• California Court Limits “Coming And Going” Exception In Finding Employer Liable For Car Accident That Occurred While Employee Was Commuting From Work And Running Personal Errand
  • September 23, 2013 | Authors: Enzo Der Boghossian; Anthony DiBenedetto
  • Law Firm: Proskauer Rose LLP - Los Angeles Office
  • Employers sometimes face vicarious liability for personal injury and property damage when employees use their own vehicles in connection with the performance of their job duties and get into traffic accidents.  When facing such claims, California employers have generally been able to rely on legal exceptions that carve out an employee’s regular commute as well as trips made by employees for personal (rather than job related) purposes.  However, the recent decision from the California Court of Appeal in Moradi v. Marsh USA, Inc., — Cal.Rptr.3d —, 2013 WL 5203485 (Sept. 17, 2013), could create further ambiguity and potentially expand the scope of employer liability in this area.

    The Moradi case involved a traffic accident that took place at the end of a workday.  After having transported some employees to a work related program, insurance salesperson Judy Bamberger left her office in her personal vehicle and drove towards her home, planning to make stops for frozen yogurt and to attend a yoga class on the way.  As she was entering the yogurt shop’s parking lot, she collided with motorcyclist Majid Moradi.  Moradi subsequently sued both Bamberger and her employer.

    Pursuant to the legal doctrine of respondeat superior, an employer can only be held liable for the actions of an employee if that employee is acting within the scope of his or her employment.  In connection therewith, employers can generally avoid liability for traffic accidents that occur during an employee’s regular commute under the “coming and going” rule, which states that the daily commute is generally considered to be outside the scope of employment.  In contrast, when an employee is running a “special errand” for the employer (such as attending an off-site meeting) which takes them away from their regular workplace, the employer may be held liable for traffic accidents that occur during the employee’s commute.  Given that Bamberger’s accident took place while she was driving home as part of her regular commute from her office, and because she was running personal errands for herself at the time, the employer argued that it could not be held liable for her actions because she was not acting within the scope of her employment.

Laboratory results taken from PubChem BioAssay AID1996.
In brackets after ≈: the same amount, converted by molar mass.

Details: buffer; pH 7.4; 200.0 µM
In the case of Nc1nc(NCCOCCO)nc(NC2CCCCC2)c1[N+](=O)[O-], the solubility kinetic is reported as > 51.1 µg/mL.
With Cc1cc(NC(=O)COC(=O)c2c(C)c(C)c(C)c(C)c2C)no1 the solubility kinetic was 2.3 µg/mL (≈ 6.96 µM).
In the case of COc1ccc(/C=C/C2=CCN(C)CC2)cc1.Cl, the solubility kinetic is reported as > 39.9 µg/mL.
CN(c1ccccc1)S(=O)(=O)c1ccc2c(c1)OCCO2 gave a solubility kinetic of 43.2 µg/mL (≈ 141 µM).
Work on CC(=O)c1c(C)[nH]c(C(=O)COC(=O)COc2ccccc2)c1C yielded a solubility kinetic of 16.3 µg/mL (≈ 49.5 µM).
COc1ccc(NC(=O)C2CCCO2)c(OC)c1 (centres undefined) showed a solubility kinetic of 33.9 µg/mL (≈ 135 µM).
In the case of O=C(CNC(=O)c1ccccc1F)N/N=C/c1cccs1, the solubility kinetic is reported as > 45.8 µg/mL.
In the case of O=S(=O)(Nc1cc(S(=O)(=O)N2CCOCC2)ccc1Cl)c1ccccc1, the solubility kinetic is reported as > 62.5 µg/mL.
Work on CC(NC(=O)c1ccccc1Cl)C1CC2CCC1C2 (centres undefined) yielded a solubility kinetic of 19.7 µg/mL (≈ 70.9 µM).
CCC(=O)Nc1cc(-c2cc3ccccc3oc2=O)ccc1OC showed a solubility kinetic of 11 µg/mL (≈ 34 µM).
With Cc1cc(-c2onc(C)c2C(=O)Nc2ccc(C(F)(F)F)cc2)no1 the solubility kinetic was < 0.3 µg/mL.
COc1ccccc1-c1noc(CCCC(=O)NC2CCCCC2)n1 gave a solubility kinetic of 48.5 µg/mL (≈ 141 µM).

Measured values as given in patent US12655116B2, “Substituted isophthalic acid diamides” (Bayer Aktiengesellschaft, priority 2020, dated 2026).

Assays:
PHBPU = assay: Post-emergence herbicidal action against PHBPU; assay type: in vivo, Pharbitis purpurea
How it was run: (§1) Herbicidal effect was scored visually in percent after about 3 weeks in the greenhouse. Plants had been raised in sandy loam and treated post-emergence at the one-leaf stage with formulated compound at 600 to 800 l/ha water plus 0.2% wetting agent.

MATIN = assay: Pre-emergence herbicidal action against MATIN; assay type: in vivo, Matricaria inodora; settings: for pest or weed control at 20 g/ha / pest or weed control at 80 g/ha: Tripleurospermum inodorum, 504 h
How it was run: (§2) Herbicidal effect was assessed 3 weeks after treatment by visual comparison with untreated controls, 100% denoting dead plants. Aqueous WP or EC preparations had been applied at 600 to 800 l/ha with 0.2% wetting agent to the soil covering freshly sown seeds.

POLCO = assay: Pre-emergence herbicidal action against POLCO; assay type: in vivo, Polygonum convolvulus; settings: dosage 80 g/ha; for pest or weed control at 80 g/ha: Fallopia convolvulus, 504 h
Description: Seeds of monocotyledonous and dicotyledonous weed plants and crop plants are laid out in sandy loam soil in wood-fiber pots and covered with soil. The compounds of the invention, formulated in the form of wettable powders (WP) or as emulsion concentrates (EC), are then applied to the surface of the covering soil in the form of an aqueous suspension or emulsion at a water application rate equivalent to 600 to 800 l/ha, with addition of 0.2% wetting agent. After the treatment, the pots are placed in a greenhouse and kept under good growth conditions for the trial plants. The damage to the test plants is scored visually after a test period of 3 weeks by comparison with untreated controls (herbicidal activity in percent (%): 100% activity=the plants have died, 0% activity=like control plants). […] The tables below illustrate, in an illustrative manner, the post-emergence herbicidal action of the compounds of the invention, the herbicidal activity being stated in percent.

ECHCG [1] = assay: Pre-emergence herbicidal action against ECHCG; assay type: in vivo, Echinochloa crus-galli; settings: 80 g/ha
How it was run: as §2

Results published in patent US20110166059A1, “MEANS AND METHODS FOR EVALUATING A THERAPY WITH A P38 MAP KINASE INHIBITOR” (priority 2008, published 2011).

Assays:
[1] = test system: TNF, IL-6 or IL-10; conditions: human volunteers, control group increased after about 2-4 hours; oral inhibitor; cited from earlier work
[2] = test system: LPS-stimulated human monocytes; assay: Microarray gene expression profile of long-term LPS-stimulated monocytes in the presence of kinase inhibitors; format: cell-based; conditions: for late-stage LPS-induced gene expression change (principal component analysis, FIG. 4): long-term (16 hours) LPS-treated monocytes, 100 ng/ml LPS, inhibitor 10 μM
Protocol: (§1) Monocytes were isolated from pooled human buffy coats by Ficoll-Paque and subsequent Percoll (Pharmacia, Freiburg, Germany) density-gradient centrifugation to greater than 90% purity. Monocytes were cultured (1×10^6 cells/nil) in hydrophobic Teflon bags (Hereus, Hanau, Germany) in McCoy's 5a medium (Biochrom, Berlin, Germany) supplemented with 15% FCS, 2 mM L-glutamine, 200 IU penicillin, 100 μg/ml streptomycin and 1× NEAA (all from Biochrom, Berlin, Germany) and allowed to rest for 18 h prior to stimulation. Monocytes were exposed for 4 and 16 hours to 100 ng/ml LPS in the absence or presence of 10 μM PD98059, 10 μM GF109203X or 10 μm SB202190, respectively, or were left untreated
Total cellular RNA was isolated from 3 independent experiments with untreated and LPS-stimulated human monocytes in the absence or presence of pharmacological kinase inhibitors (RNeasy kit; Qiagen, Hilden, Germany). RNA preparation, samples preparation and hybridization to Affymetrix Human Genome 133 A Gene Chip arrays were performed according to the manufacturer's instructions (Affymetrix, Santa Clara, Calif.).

The Court of Appeal rejected the employer’s arguments and found that Bamberger was acting within the scope of her employment, even when she was simply commuting to and from work, because her job duties required frequent use of an automobile, and because her employer required her to bring her own personal vehicle to the office (rather than taking public transportation or using carpools) and required her to make work-related trips using her vehicle during the day.  The court reasoned that, because her job required frequent car travel beyond her regular commute, the employer derived enough of a benefit from Bamberger’s use of her vehicle to bring it within the scope of the “required vehicle” exception.  Under this exception, an employee is deemed to be engaged in the course of employment even while driving to or from work if the employer gains at least an incidental benefit from the employee using his or her car during the course of the workday.

    In support of its analysis, the court noted that Bamberger was required to use her vehicle to visit prospective clients, give presentations and educational seminars, and transport company materials and coworkers to work-related destinations.  The fact that Bamberger was stopping for yogurt at the time of the accident and was planning on driving to a yoga class before going home did not alter the court’s conclusion, because such activities were considered to be foreseeable and did not constitute a substantial departure from her regular commute.

    In light of the Moradi decision, employers should be aware that by requiring employees to use their own vehicles during the workday for work-related activities, they could be exposing themselves to potential liability resulting from traffic accidents that occur during the employees’ commute - even if an employee takes minor detours to engage in personal errands along the way.